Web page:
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Valentin
Alejandro Agresti


David Haviland

Valentin is a precocious eight-year-old boy who, like another famous eight-year-old; Lisa Simpson, is wise beyond his years. In a moment of sincerity and innocence, he screams 'Why do all grown ups lie all the time?'; the theme of this funny, charming film from Argentinian writer-director Alejandro Agresti.

Valentin is played by the irresistibly cute Rodrigo Noya, and resembles a cross between Etre et Avoir's Jojo and The Wonder Years' Paul Pfeiffer. Valentin lives with his grandmother (Carmen Maura), who is slowly losing the will to live following the death of her husband. Valentin has little contact with his parents. His father (played by the director) lives like a bachelor in another city, only paying reluctant visits, and his mother won't, or can't, see him. Valentin barely remembers her, but spends his days counting to 1000 in the hope that this will bring her knock at the door.

Every now and then his father brings home his latest girlfriend, and each time Valentin achingly hopes that this one will be a mother to him, but the relationships never last. One day his father brings Letitia (Julieta Cardinali) home, and she is beautiful and kind, everything Valentin has dreamt about. Letitia spends the day with Valentin who, starved of female attention, treats it like a first date, in some of the film's funniest scenes. He falls for her, but as they share their secrets he is indiscrete, and accidentally divulges what his father is really like. This ends the relationship, and widens the emotional gulf between father and son.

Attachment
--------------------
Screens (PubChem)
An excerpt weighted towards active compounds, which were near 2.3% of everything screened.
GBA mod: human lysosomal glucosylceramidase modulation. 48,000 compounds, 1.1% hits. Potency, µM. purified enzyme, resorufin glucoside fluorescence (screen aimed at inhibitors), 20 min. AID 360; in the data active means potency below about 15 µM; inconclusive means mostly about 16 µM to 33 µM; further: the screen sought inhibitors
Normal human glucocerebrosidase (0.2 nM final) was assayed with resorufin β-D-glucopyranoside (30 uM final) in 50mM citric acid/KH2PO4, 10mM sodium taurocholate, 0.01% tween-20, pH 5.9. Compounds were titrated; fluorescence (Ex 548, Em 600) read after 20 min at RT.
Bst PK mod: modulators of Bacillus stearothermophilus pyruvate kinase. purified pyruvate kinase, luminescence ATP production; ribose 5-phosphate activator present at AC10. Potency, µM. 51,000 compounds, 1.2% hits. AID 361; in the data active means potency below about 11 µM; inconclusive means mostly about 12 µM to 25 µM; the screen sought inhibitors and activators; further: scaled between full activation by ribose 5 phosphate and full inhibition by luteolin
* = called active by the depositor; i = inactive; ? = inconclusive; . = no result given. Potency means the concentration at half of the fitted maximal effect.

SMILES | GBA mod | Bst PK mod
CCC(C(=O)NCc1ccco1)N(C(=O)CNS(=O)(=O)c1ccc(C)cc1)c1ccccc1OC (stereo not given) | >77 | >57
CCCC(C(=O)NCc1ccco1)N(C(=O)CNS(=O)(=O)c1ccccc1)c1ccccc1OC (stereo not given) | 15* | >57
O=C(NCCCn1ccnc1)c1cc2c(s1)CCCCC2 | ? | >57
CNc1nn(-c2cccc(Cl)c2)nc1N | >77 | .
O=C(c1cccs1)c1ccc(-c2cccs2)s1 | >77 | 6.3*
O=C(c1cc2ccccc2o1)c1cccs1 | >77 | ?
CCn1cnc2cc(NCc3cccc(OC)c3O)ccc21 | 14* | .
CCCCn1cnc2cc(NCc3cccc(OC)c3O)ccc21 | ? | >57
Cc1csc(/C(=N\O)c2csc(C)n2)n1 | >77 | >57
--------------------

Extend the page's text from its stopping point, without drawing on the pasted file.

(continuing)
Valentin is a celebration of innocence; a film which argues that no parent has a more important role in life than the care of their children. It's also a celebration of women, and a reminder that men's perceptions of women are not intuitive, but are taught. Every man in Valentin's life passes on his own prejudices; his primitive uncle argues 'It's not just the breasts, a woman is more than that', while his doleful piano teacher explains 'Women are a necessary evil'.

At the end of the film Valentin tells us he has decided to become a writer: 'At least I had enough for one story, even if it is a little one.' It is a little story, but like the boy, it is a delight.


UK release: 27 February

 
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